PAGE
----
German farmers broke the sod, drained the marshes, developed favorable varieties of grain, garden, and orchard produce. They readily accepted the native winter wheat. German Mennonite farmers played a major role in making the Ukraine the granary of Europe, and have, of course, been responsible for introducing the first American hard winter wheat, the Turkey Red of Kansas. They were also responsible for the early development of wheat production in much of the Canadian Prairie Provinces.

"In their long wandering the German-Russians have three precepts drilled into them. They are: never lose their religion; never to lose their mother's tongue; and never to lose their nationality." The Germans in Russia were able to maintain their blood, tongue, and religion with little difficulty during the first half of the 19th century .They lived in their dorfs (villages) - ordinarily rows of houses along a main street. A village church dominated the scene, gardens and orchards were close at hand, community pastures nearby and cultivated fields extended into the distance. A herdsman would gather the village cattle in the morning all farmers would journey out to their fields. Evening brought the laborers back to the settlement.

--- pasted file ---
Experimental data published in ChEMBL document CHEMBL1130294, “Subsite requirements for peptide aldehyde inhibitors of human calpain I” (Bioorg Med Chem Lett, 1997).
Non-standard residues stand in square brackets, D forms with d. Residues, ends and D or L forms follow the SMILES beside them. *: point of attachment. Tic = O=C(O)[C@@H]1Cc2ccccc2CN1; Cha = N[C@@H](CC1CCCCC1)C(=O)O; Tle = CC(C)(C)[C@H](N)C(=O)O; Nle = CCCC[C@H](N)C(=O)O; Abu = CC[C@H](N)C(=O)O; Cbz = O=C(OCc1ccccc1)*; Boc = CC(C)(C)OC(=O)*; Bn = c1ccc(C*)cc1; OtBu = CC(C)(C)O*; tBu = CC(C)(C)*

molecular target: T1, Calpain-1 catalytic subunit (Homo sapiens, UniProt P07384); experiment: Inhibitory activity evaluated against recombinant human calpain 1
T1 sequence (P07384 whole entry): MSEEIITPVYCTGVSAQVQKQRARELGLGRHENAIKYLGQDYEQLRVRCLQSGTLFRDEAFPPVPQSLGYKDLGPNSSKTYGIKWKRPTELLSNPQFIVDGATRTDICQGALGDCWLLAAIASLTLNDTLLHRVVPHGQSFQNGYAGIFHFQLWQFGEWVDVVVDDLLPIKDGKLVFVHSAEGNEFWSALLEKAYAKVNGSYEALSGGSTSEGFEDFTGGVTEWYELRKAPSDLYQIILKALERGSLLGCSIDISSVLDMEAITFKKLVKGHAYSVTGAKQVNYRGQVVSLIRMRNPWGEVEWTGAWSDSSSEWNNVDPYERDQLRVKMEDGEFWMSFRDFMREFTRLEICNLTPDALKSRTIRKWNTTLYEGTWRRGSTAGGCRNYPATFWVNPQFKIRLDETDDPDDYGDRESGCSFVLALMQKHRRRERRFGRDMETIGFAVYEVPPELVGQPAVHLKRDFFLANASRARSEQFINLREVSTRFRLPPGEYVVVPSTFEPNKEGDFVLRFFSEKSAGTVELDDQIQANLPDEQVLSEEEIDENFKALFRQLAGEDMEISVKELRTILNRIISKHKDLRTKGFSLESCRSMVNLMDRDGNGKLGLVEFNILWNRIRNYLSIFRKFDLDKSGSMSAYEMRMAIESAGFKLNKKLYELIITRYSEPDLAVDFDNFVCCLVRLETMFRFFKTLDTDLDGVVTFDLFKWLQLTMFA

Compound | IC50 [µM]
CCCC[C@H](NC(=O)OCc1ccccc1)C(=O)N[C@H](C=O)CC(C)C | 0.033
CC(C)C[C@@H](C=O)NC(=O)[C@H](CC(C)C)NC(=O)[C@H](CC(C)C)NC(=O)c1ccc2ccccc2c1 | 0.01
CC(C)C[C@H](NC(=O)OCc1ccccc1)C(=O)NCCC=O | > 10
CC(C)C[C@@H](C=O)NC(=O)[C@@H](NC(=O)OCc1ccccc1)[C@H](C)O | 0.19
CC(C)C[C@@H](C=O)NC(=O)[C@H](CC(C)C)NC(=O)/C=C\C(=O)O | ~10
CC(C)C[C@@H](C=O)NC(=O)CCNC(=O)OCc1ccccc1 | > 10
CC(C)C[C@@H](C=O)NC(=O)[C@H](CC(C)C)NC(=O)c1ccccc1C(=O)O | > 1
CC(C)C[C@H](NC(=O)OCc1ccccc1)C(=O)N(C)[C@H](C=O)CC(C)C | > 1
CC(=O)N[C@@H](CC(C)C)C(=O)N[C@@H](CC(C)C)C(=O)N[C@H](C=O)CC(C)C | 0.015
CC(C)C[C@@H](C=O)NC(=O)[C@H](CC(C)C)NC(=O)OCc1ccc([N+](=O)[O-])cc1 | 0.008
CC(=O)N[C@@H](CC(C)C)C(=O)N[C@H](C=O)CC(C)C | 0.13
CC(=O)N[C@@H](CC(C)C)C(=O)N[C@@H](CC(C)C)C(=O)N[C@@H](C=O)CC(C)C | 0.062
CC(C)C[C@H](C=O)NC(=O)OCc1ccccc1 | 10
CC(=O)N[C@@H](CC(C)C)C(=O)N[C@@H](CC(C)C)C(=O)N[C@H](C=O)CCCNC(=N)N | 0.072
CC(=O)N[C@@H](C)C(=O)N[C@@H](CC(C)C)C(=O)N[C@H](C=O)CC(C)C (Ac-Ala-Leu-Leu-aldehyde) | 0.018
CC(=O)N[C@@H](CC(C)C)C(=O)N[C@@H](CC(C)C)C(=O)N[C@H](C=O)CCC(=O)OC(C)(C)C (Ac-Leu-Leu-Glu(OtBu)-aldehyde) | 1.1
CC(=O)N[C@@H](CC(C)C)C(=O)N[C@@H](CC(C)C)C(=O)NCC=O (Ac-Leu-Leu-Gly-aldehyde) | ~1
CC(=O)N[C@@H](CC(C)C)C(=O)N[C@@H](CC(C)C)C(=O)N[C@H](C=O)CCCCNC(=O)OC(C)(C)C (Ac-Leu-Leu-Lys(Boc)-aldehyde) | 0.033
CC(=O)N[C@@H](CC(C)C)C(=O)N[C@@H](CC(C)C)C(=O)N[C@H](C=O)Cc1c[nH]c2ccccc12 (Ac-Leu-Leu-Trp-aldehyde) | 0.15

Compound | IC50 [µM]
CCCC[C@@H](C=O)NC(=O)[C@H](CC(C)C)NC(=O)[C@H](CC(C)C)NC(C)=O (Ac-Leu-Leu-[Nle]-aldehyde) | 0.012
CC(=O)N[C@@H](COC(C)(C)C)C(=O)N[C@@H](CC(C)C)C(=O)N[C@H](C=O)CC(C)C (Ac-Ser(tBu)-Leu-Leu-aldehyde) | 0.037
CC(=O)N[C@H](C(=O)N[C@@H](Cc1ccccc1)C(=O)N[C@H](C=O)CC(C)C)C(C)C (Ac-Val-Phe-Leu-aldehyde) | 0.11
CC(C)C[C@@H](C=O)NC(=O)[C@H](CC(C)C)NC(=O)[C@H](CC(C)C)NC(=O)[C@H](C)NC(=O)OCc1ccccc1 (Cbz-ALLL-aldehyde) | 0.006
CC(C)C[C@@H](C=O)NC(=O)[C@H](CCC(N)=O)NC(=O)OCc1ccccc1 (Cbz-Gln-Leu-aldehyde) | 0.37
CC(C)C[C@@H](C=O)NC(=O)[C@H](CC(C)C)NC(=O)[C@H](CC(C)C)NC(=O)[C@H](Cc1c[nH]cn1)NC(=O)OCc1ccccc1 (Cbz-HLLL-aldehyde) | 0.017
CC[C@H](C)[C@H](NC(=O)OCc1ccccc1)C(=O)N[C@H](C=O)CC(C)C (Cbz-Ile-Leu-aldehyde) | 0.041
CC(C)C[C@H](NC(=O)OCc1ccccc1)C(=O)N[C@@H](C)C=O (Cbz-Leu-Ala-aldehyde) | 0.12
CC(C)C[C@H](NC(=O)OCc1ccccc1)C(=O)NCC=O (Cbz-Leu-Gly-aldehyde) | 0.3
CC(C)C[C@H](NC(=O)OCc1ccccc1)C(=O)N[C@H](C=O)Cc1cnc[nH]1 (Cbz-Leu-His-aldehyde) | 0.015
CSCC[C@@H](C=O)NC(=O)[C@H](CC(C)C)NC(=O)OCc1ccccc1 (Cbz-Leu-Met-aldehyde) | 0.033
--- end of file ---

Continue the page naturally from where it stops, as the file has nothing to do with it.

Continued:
The Success in Russia

Their peasant past and Russian village experience made ownership of land the paramount value. Survival, status, and leadership depended on it. As families grew there was a continual quest for new land. Some farmers became very \wealthy, owning as much as 10,000 acres. Crafts were of secondary value and the professions, arts, and higher education of least importance. Illiteracy was widespread. The German village of Elsass in the Ukraine was 89 percent illiterate in 1812. Their neighbors in Mannheim were 78 percent illiterate. In nearby Kandel and Selz, 72 percent of the populace was in a similar situation. Later generations saw school develop, but quality varied with the locality and, though high when compared with the Russian levels, it was low by European standards.

The colonies were not self-sufficient. Lawyers, physicians and others of the professional class often were of another ethnic group. Jewish merchants from larger towns provided much of the business contacts. The German trading system was geared to the regional needs. Their produce, such things as grain, oats, and barley, was part of the total Russian economy.